Next, a little 'rithmatic (ambition, distraction, uglification and derision). An ellipse is defined by its greatest extents, its major and minor axes (1 axis, 2 axes). An ellipse also has two foci (1 focus, 2 foci) Foci are the result of a mystical union between ½ the major axis; as an arc, struck from either terminus of the minor axis. Luckily we don't have to foc with either of them.

All we need to know is “what is ½ the major axis” and “what is ½ the minor axis.” If you've got numbers that are easy to measure, cool. If the numbers are wild; use the bisector gag to obtain precise measurements.) 

Transfer these to the ellipstick (each measured from the center of the pencil hole - why the hole is exactly 1/2" from the end.)

Drive a 4d finish nail straight into the ellipstick at each of those marks and clip off the heads leaving the pins just scant of 3/8” proud. Sweeten the ends with a kiss of a mill file.

Mark out the major axis on the work or layout. Bisect that distance with a perpendicular on which you locate the minor axis.

Next you need to construct the track block. This wants to begin as a true square piece of ¾ scrap, with no voids, that is twice the difference between ½ the major and ½ the minor axes +1/4”.

This done, lower the tablesaw blade so it only takes a 3/8”deep kerf and re-set the fence so the blade splits the two mid-lines of the square. You should end up with something that looks like this. 


 With your best try square mark the centers of the kerfs at the bottom of the block.
To set the block, line up the marks, under the kerf exits; with the major and minor axis layout lines. When all four are aligned; you're positioned perfectly.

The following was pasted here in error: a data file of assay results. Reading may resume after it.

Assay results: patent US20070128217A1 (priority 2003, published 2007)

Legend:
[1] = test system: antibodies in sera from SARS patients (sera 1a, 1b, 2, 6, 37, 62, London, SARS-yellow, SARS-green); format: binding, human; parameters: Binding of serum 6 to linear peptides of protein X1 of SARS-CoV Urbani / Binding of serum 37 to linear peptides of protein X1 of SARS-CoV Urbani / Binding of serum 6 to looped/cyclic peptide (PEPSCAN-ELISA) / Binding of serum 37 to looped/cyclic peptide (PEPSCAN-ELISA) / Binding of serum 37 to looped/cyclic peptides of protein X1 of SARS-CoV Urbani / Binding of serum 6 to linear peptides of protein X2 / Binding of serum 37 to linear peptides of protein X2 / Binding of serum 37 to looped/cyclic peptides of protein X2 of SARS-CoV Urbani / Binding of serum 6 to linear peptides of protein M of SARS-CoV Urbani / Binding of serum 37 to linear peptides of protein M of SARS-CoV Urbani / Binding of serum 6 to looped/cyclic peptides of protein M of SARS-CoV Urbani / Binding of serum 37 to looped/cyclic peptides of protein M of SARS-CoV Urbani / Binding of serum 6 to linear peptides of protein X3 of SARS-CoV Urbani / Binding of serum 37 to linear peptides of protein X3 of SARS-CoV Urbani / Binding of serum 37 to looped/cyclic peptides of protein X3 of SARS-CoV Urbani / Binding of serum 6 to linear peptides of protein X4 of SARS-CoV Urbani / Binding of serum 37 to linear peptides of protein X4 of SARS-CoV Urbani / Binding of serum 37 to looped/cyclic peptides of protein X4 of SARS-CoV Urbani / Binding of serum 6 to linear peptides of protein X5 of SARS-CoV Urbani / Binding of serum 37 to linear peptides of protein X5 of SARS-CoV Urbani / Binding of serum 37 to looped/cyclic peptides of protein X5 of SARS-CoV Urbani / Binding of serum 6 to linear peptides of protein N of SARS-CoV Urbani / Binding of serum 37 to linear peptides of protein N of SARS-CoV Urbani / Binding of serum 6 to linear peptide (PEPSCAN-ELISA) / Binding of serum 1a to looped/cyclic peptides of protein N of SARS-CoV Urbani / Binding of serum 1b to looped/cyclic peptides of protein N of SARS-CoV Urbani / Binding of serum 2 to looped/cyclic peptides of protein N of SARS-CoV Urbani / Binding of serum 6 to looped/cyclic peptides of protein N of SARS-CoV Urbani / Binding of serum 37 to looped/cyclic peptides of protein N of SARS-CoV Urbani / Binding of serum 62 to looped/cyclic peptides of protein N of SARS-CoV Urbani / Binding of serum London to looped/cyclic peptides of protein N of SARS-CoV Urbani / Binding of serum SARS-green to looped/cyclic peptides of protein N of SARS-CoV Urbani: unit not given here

Fasten the block in place on the layout. With one ellipstick "pin" in each kerf (and a pencil in the hole) strike the ellipse using the saw kerfs to guide the nails on the ellipstick.

This simple square block will work just fine where the ratio between the major and minor axes is 2:1 or less. (You can see it on the ellipstick or divide the lesser into the greater to get the exact ratio.)

As this ratio increases (the ellipse gets “flatter”) the corners of the square begin to intrude on your intended line. It is a simple matter to trim these to suit.


When the ratio climbs beyond 3:1, the difference becomes greater than ½ the minor axis; and more drastic action is required. 

Trace the path of the curve on the track block using the ellipstick.


You then have two choices.  You can trim to within 1/4” of the exit of the kerf from the block; leaving you a 5/8” gap (leap) at both ends of the minor axis (the flat side.)

This can be readily faired with some pins and a flexible strip.

Or, you can make the offending bits of track removable/replaceable.
Fit them back when needed and remove them when they're in the way. 


You can also use the ellipstick to strike ¼ of an ellipse against a flat square; and by repetition obtain a full ellipse. There are situations where this is simpler.

Shorten the nail heads to just scant the thickness of the square (no scratches)

Lay the outside edges along one of the four right angles produced by the intersection of Maj and Min. The ellipstick with the nail-heads riding against the square will describe ¼ of an ellipse.

The orbits of concentric ellipses are parallel. The same block in the same position will guide any concentric ellipse.  

With this device, as you increase the distance between the guide pins and the marking point you also change the ratio; making the ellipse less flat.